The Complainant contends that the disputed domain name is currently parked and not being fairly used for any activity and constitutes a classic example of passive holding, and as held in UDRP decisions “raises the probability of the Respondent using it in a manner that is contrary to the Complainant’s legal rights”. See Intesa Sanpaolo S.p.A. v. Igor Venediktow – Labintech Limited., WIPO Case No. D2015-0021 and Telstra Corporation Limited v. Nuclear Marshmallows, WIPO Case No. D2000-0003. According to the Complainant, the numerous registrations of domain names by the Respondent in various fields of activities incorporating well known French companies or their respective trademarks with the new gTLD extension “.paris” demonstrates that the Respondent is engaged in a very specific pattern of serial cybersquatting, specialized in the new extension “.paris” and thus has acted in bad faith.
The Complainant finally submits that the Respondent by its registration of the disputed domain name prevents the Complainant from reflecting its own mark in that corresponding domain name should it so wish. See Starwood Hotels & Resorts Worldwide, Inc. and Westin Hotel Management, L.P. v. Hyper.Directory, Inc. WIPO Case No. D2014-1315. The Complainant thus concludes its submission that the Respondent has registered and used the disputed domain name in bad faith.
The Respondent did not reply to the Complainant’s contentions.
6. Discussion and Findings
A. Identical or Confusingly Similar
In demonstrating its existence for more than a century with its activities in association with the SOLVAY Trademark in more than 52 countries while employing 3,600 people, all contributing to generate net sales in excess of EUR 10 billion in 2014, the Complainant has clearly demonstrated that it has rights in its SOLVAY Trademark registered in dozens of countries, including France where the Respondent resides, and that its SOLVAY Trademark is highly distinctive with significant goodwill associated therewith.
The Panel finds that the disputed domain name incorporates the whole of the Complainant’s SOLVAY Trademark to which it is identical, taking in consideration that it is well established in UDRP decisions that the presence of a gTLD suffix does not in any way diminish the likelihood of confusion between a disputed domain name and a complainant’s trademark.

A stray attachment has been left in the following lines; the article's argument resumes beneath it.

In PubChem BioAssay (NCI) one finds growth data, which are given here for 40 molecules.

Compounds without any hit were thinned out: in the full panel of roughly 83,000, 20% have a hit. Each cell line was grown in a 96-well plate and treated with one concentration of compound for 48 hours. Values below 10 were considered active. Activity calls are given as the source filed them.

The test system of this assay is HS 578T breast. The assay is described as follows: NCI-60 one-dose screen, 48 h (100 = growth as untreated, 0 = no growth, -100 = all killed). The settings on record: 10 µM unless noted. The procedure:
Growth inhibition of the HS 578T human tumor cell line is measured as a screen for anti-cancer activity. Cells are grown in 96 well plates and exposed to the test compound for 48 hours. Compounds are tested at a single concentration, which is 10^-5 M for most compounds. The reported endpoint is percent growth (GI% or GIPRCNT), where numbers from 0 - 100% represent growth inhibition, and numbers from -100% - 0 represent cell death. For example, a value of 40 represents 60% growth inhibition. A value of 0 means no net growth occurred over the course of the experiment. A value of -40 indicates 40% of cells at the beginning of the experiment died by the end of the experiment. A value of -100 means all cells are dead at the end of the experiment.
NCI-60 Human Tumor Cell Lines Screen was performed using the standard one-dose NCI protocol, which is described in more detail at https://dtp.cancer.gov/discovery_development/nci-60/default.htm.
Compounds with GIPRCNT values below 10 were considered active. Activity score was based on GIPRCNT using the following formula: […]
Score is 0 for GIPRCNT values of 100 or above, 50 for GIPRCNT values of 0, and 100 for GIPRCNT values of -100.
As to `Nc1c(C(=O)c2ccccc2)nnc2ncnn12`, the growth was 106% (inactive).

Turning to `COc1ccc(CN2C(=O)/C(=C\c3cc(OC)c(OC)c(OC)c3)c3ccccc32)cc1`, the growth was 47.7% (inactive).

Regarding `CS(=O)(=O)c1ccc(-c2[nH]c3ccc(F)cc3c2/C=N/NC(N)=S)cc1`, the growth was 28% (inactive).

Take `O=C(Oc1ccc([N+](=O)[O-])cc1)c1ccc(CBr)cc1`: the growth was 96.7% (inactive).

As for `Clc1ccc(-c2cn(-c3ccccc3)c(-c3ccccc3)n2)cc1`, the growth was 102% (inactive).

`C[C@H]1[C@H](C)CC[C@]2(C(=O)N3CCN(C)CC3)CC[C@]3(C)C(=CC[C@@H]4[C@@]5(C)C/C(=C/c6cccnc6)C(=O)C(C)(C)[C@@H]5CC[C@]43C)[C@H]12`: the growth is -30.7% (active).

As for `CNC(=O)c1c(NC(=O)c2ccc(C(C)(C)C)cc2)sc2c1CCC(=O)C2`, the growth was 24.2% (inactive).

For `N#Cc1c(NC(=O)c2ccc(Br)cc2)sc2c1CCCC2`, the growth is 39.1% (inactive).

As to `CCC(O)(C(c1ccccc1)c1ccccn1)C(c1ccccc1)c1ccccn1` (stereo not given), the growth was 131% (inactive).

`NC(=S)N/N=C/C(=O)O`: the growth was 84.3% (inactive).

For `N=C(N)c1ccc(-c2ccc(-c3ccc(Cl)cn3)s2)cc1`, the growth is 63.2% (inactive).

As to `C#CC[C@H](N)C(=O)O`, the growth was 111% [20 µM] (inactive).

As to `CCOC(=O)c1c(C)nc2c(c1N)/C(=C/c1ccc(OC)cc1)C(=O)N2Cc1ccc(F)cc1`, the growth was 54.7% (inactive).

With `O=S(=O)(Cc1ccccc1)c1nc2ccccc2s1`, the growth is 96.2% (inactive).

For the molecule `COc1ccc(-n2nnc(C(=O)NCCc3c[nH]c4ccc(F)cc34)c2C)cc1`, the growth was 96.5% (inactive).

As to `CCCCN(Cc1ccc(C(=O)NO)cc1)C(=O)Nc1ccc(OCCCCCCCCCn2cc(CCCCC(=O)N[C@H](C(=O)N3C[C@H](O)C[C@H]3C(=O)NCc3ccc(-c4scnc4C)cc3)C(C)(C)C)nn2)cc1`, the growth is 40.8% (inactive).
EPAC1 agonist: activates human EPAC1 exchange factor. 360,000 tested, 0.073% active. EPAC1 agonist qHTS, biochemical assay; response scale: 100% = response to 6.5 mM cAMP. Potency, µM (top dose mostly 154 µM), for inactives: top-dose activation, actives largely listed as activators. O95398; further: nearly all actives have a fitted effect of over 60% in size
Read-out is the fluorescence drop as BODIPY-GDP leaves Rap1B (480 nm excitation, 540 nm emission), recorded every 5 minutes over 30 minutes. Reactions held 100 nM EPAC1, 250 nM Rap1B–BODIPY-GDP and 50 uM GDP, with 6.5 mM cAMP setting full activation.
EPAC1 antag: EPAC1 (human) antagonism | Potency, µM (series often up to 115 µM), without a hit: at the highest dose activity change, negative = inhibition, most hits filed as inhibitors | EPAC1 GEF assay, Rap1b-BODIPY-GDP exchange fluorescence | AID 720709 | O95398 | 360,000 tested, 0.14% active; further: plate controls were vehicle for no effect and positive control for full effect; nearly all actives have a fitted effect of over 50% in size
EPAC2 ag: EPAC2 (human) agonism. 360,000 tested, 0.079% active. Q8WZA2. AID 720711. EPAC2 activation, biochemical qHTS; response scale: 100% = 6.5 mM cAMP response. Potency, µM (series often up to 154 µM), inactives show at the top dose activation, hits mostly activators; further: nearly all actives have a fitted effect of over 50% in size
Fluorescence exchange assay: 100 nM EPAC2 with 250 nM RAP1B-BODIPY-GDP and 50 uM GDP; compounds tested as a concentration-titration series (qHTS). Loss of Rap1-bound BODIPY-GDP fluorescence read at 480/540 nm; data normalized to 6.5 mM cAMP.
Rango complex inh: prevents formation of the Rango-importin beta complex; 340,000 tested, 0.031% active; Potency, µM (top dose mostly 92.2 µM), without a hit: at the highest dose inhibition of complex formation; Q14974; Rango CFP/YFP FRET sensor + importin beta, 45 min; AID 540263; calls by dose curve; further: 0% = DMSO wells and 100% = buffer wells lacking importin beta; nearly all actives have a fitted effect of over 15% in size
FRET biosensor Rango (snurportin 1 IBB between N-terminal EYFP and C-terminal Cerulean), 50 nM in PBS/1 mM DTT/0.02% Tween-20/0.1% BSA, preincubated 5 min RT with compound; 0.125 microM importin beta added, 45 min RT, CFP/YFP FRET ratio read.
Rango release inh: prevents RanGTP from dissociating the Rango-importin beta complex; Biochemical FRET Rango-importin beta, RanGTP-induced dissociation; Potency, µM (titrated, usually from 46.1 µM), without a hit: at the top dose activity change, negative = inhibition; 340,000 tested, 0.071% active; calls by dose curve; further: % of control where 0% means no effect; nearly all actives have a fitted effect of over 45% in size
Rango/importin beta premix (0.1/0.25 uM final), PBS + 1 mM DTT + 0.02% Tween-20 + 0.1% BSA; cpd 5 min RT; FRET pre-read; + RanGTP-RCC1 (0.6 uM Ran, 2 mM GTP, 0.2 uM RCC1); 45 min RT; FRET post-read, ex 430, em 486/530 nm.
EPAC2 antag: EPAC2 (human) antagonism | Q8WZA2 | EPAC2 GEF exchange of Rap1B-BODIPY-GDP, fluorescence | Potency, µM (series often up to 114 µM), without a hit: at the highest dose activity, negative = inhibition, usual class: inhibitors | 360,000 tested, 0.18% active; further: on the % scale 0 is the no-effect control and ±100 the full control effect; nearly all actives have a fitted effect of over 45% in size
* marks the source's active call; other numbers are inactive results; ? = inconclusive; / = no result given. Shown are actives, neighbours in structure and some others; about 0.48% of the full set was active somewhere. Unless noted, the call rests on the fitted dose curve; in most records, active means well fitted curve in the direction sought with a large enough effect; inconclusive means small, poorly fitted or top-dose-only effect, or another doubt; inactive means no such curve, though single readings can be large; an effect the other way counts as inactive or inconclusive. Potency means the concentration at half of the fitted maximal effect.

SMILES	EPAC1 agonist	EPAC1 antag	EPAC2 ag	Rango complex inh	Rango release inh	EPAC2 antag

The first criterion of the Policy has been met.
B. Rights or Legitimate Interests
The Complainant has met its prima facie burden that the Respondent has no rights or legitimate interests in respect of the disputed domain name in its unchallenged statement of the absence of any business relationship with the Respondent, and the absence of any agreement or license authorizing the Respondent to use its SOLVAY Trademark and register the disputed domain name.
According to the Complainant there is no evidence of the Respondent being commonly known by the term “solvay” or the disputed domain name, the Panel finds that the Respondent has no rights or legitimate interests in respect of the disputed domain name.
The second criterion of the Policy has been met.
C. Registered and Used in Bad Faith
Upon considering the elaborate evidence of the Complainant’s centennial existence and extensive use of its SOLVAY Trademark, its registrations in at least 90 countries and the presence of hundreds of domain names incorporating the SOLVAY Trademark registered by the Complainant, the Panel has no hesitation in considering highly justified that the Complainant would have soon in 2015 proceeded to register the disputed domain name to join its substantial portfolio of domain names on the one hand, and concludes that the rapid registration thereof by the Respondent is preventing the Complainant to benefit from this opportunity created in December 2014, on the other hand.
The Panel observes and finds clear evidence of cybersquatting behavior by the Respondent in his registration of numerous domain names, including the disputed domain name, on the same day, within a few weeks of the availability of the new gTLD extension “. paris” when said extension became available only in December 2014.
The disputed domain name registration and behavior in the present circumstances clearly demonstrates the Respondent’s bad faith behavior which the Panel finds cannot be other than bad faith in registering the disputed domain name and directing it to a parking page. Such bad faith by the Respondent is further confirmed by the fact that in so registering the disputed domain name, the Respondent clearly prevents the Complainant from registering same in addition to its large group of various domain names incorporation its SOLVAY Trademark along or with other terms in association with numerous gTLD suffixes such as “.com”, “.net”, and descriptive chemical terms as put in evidence by the Complainant.
The Panel finds that the disputed domain name was registered and is used in bad faith by the Respondent.
The third criterion of the Policy has been met.
For the foregoing reasons, in accordance with paragraphs 4(i) of the Policy and 15 of the Rules, the Panel orders that the disputed domain name <solvay.paris> be transferred to the Complainant.
J. Nelson Landry
Date: June 2, 2015
1 The Panel notes that the publicly-available WhoIs lists the Respondent’s location as “Parid, France”; however, the Panel believes that this may be a typographical error, with the Respondent actually being located in Paris, France.